This article is reprinted with permission from Johns Hopkins University and its news website, the Hub.
Aubrey Morse/Feb. 6
A small group of Johns Hopkins University undergraduates were introduced to the field of upper-limb prosthesis during an Intersession course called Prosthesis Instrumentation last month. Over the course of three weeks, participants learned to design and build a controller that would enable transradial amputees—those who have an amputation below the elbow—to play the popular game Minecraft.
The course caught the eye of Ryan McGovern, a first-year student majoring in biomedical engineering, because the idea of creating a game controller from scratch, one that couldn’t be controlled by hand, was a challenge he couldn’t pass up.
“I saw that we had this fun project at the end and I was like, ‘oh that is a great way to actually make something and maybe learn some new programming skills,'” McGovern said. “Sure enough, that’s what happened.”
The class was co-led by Hopkins PhD students Arik Slepyan and Sriramana Sankar. They had wanted to offer the course for Intersession in 2022, but it would have been online, depriving students of the chance to work with electronics and hardware, a key element.
“To really understand the material and create a foundation, understanding electronics and how it works within prosthesis, they do need to work with the components,” Sankar said. “With robotics and things like that, the act of doing is very different than just learning it.”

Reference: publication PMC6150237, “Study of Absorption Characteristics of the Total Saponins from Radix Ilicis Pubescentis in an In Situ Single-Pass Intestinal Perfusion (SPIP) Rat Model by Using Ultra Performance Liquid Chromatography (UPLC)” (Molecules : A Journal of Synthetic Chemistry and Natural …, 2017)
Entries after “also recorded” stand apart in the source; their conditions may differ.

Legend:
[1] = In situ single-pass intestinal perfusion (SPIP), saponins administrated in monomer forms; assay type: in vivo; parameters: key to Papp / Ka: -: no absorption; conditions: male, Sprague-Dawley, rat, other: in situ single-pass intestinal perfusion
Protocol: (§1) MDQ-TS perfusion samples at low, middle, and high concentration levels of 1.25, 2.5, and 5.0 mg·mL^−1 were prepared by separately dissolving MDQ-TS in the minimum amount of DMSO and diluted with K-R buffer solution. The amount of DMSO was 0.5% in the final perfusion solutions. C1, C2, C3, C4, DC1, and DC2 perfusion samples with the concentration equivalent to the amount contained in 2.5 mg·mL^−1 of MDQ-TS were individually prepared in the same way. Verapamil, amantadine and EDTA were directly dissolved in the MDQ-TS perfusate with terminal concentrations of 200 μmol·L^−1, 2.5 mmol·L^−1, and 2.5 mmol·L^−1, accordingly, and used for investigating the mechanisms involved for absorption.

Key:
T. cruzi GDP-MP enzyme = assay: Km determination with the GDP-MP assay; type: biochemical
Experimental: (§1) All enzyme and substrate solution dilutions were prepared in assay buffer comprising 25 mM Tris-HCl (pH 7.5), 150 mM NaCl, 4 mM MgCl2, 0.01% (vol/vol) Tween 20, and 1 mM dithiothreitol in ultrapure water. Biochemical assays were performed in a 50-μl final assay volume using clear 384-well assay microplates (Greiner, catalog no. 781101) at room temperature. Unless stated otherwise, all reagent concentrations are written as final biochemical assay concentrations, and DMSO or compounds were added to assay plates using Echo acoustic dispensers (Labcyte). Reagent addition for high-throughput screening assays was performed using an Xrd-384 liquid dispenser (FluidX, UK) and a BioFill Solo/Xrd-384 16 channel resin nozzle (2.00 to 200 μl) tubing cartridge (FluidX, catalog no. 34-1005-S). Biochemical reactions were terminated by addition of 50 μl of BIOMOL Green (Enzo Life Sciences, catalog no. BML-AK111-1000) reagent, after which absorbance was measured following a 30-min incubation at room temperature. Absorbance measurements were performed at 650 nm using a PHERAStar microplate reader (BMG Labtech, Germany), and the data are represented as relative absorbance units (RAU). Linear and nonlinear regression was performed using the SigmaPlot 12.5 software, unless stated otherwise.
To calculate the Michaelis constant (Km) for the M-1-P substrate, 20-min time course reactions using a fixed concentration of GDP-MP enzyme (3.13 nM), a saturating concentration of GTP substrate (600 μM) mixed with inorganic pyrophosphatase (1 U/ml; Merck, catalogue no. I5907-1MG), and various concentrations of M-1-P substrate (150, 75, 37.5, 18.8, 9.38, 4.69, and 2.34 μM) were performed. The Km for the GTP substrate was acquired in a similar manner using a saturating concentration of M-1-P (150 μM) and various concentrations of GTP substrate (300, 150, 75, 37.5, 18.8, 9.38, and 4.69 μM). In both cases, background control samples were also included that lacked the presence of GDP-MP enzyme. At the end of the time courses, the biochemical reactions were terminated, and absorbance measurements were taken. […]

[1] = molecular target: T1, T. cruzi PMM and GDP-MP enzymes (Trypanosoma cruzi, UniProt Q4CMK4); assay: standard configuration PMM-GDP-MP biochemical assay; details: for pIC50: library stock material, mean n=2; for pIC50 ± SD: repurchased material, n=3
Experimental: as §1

Both instructors have previously taken semester-long courses that provided deep dives into prosthetic instrumentation; condensing the topic and teachings down into a three-week class proved challenging, they said. But seeing everything come together for the students was part of the fun, according to Slepyan. “When you have no signal, you flex your muscle and then you see big voltage come out. It is really satisfying when it works together.”
On competition day, McGovern and his team presented a controller that was inspired by a hoverboard. The group placed pressure sensors on the floor that team members would step on, and by shifting their weight, forward or back, left or right, they could control their Minecraft character.
“It takes a little bit to get used to because it is a bit weird, but I’ve kind of gotten used to it,” McGovern said.
Sankar said he hopes students walk away with a new sense of confidence from having tackled unfamiliar material that can help them with courses in the future, as well as an appreciation that goes beyond engineering.
“A lot of engineers, we tend to focus on the device and how it can be as good as possible. But a lot of times we miss the clinical side of things, how will this actually help the amputee in that end goal?” Sankar said. “With this bio-gaming competition, there is still an engineering focus because it is an engineering class. But they have to keep in mind not just how to make the device, but how to make a device for someone who could actually use it.”